Past experience demonstrates that government spending doesn’t close the output gap. The U.S. had a large output gap in the early 1990s. By 1996 the output gap had been closed. Similarly, in the early 2000s, real output lagged behind potential output, but the gap was closed by 2005. It wasn’t government stimulus spending that closed the output gaps—actually, government spending as a share of GDP fell during these periods. Growth driven by the private sector is what closes output gaps, not government spending.
False argument #5: We can reduce the deficit with tax increases, so more spending won’t add to the debt.
In the real world that never happens. Before the election, President Biden’s plan was to spend an additional $11 trillion over the decade and hike taxes on corporations and high-income earners, which was estimated to reap between $2.1 trillion and $2.8 trillion in new revenue over the decade. In other words, for every $5 or $6 of additional spending, the administration would finance just $1 with new revenue; the remainder would go on the national credit card.
But raising taxes even higher to cover the whole tab for new spending would be worse. A majority of studies find that tax increases reduce GDP by two or three times the increase in revenue. This explains why our own analysis reveals that cutting the debt-to-GDP ratio by cutting spending is much more successful than reducing debt by raising taxes, which often causes deep and long-lasting recessions.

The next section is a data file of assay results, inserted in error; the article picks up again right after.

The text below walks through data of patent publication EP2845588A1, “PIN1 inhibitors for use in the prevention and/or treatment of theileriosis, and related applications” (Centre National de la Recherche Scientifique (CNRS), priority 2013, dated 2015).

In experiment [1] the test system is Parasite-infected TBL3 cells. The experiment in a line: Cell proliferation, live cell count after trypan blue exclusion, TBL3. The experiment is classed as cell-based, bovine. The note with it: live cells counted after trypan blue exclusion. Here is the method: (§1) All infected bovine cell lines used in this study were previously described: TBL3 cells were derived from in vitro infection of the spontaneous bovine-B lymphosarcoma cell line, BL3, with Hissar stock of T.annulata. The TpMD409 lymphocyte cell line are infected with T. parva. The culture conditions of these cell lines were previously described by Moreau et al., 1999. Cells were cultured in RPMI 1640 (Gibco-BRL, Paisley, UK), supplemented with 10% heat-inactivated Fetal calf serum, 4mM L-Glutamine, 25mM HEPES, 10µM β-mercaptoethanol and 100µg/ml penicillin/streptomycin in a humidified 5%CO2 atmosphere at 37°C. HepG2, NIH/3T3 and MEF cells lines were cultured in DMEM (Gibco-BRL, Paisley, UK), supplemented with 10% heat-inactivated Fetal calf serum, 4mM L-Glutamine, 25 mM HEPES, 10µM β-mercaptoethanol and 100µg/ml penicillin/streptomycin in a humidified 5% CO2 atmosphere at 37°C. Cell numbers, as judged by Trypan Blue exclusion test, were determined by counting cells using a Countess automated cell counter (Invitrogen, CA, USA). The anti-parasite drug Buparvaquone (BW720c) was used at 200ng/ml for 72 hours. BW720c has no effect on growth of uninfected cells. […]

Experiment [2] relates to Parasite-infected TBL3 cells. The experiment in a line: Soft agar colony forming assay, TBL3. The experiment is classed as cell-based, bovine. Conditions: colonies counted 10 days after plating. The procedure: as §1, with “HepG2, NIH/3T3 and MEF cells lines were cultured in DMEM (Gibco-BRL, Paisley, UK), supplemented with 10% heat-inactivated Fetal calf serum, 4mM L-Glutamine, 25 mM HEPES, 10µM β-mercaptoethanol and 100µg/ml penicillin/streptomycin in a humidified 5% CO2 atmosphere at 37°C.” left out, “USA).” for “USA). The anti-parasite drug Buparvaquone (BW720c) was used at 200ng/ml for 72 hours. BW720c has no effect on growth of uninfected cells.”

False argument #6: A high debt ratio means nothing—just look at Japan; it’s doing fine.
Proponents of this argument are not making an apples-to-apples comparison—debt dynamics in Japan are very different from those in the U.S. Japan’s debt is 240% of its GDP, well over twice the U.S. ratio. But it’s traditionally had a very high savings rate, constituting about a third of its GDP, while the U.S. savings rate is about half of that—typically around 17% of GDP. In Japan, 90% of the nation’s debt is held domestically, reducing risks from international volatility, while U.S. debt held domestically has averaged less than 60% of total public debt since the Great Recession. Japan remains the world’s biggest creditor nation, while the U.S. is the biggest debtor.
Additionally, Japan’s fiscal trajectory is hardly a model that others should be following. We know that debt crowds out investment and growth. While the U.S. has averaged real growth of 2.1% since 2000, Japan has averaged just 0.9% over the same period. Due to this lack of growth, wages have stagnated in Japan for the past two decades, while in the U.S. wages have continued to grow.
Lastly, even though Japan is somewhat of a unique case, and its interest rates on debt have been ultra-low for years, the country still spends 4.4% of GDP on national debt service—almost a quarter of all government spending. This hardly seems like an inspiring fiscal model.
These six arguments for increased government spending are popular, but they are fundamentally wrong. Policymakers should not be seduced by their seeming attractiveness; rather, they should find ways to cut government spending and thus avoid another fiscal crisis.